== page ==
A bizarre TikTok challenge is fueling the theft of certain models from both Korean brands.
As a bizarre TikTok trend continues to spread across the country, the Los Angeles Police Department (LAPD) has issued a warning to Hyundai and Kia owners, warning them that their vehicles may be at risk. The controversial social media challenge - made popular by a group known as the "Kia Boys" - has led to a surge in thefts across the country. LA is just the latest area to be affected.
In Los Angeles, stolen Kia and Hyundai models account for 20% of all stolen vehicles in the city. This is up from 2021's figure of 13%, reports KTLA. The local news agency reached out to Lindsay Reeves, who shared her recent ordeal. "It was a nightmare, I was so confused when I got my car stolen," explained the owner of a 2015 Kia Soul.
Security footage shows just how easy the Korean vehicle was to steal. A previous-generation Elantra can be seen pulling up and, in a matter of seconds, the thief hopes out, breaks into the car, and drives off.
This doesn't seem to affect models equipped with push-button start. Vehicles with traditional keys are being targeted. In the video above, one brazen criminal demonstrates just how easy it is to appropriate a Hyundai or Kia. A simple USB cable and screwdriver are the only tools required for an aspiring car thief.
The LAPD has warned owners of this, noting that criminals target various makes and models produced between 2010 and 2021. Among the security tips, Los Angeles police recommend owners of affected models should use a steering wheel lock, install a tracking device, or even fit the vehicle with a kill switch.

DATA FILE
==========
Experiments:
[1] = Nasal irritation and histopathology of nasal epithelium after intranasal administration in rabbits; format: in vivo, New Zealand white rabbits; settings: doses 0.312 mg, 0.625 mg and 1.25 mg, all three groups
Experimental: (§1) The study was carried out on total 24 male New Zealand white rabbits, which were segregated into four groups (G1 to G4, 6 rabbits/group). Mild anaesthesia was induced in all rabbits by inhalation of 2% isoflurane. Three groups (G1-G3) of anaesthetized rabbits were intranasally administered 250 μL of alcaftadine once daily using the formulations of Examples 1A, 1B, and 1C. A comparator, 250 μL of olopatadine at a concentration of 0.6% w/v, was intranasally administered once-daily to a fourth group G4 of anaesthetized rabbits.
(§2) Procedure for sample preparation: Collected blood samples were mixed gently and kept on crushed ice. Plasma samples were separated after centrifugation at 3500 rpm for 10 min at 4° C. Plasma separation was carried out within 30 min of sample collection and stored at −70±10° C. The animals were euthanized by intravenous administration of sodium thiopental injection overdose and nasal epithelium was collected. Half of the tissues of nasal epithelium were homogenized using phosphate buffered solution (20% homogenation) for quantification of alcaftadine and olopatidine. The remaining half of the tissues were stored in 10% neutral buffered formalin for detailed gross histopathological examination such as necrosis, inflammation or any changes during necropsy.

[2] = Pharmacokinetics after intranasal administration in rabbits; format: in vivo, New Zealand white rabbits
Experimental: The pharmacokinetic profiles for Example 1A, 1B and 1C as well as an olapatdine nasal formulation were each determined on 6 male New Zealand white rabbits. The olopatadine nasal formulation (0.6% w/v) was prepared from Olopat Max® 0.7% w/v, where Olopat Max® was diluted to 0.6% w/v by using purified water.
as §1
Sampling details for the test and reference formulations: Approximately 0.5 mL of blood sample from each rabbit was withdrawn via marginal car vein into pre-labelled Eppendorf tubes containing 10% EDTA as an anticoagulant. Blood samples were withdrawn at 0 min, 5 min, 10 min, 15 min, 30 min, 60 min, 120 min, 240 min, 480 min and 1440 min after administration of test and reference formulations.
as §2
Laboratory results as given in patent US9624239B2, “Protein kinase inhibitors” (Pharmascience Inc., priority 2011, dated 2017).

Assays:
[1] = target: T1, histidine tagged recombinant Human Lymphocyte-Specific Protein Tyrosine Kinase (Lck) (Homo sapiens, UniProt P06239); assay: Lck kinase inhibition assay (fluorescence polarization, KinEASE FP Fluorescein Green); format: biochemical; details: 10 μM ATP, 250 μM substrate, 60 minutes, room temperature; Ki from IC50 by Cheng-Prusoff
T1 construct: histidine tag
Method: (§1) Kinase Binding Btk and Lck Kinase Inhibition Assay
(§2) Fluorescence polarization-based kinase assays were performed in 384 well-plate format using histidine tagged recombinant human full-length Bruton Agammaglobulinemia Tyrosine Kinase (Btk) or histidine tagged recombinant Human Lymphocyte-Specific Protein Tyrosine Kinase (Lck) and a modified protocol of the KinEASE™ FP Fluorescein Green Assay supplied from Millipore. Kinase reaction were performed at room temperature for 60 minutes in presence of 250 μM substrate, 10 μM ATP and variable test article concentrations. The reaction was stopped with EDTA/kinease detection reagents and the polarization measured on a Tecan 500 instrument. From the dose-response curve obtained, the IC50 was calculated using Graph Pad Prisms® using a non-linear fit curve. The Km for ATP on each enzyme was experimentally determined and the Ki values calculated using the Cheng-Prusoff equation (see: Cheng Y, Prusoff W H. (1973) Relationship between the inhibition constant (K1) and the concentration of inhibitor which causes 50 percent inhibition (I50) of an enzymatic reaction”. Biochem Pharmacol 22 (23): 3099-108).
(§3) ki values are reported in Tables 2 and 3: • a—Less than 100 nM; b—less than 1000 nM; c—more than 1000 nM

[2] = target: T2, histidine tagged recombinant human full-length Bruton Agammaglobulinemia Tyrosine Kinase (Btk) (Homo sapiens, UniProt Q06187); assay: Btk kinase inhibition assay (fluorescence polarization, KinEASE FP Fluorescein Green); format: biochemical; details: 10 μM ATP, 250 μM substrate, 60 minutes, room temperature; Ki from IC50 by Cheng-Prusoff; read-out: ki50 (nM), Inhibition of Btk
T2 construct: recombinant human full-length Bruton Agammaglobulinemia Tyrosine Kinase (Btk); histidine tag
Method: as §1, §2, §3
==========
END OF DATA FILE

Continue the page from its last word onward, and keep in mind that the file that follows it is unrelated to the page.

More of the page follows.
But why are these specific vehicles so easy to steal? Oddly, some models weren't equipped with engine immobilizers as standard. Kia and Hyundai have since made this basic feature standard on every 2022 model, but it may be too late. The city of Milwaukee, for example, has already threatened legal action.
Both automakers have been trying to deter the situation and help affected customers. In a statement sent to KTLA, Kia said it has "provided steering wheel lock devices at no cost to law enforcement in affected areas to deter vandalism and theft." Hyundai has also gone down this route but added that it "has identified a Firstech / Compustar security kit that targets the method of entry thieves are using to access these vehicles."
These attempts to address serious issues don't seem to be working, though. In the video above, another resident's Hyundai Tucson was stolen in broad daylight. Not only does this highlight the bold defiance - or perhaps stupidity - of these car thieves, but also just how easy it can be done. Additional reporting from Fox 2 Detroit's YouTube channel uncovers another downside for affected owners - delayed repairs.
It's not just about stealing the car to strip for a profit, either. After taking the vehicle on a joyride, it is often abandoned - but not before being vandalized. A calling card of the "Kia Boys" is a snapped driver's side seatbelt, among other things.
George Glassman, who owns a Kia dealership in Detroit, told the outlet his service shop has been overwhelmed with theft-related vehicle repairs. Owners have to contend with long wait times, as these in-demand parts face delays. Motor City has had a particularly tough time with Kia and Hyundai thefts; 150 examples were stolen in July alone.
"These kids, they get in with their buddies and they ride around," said Lieutenant Clive Stewart. Like the LAPD, he recommends owners of the affected vehicles invest in a column lock. Lt. Stewart was recently involved in an investigation centered around Dodge SRT Hellcat models, where a trio of youths attempted to steal several examples of the 707-horsepower muscle cars.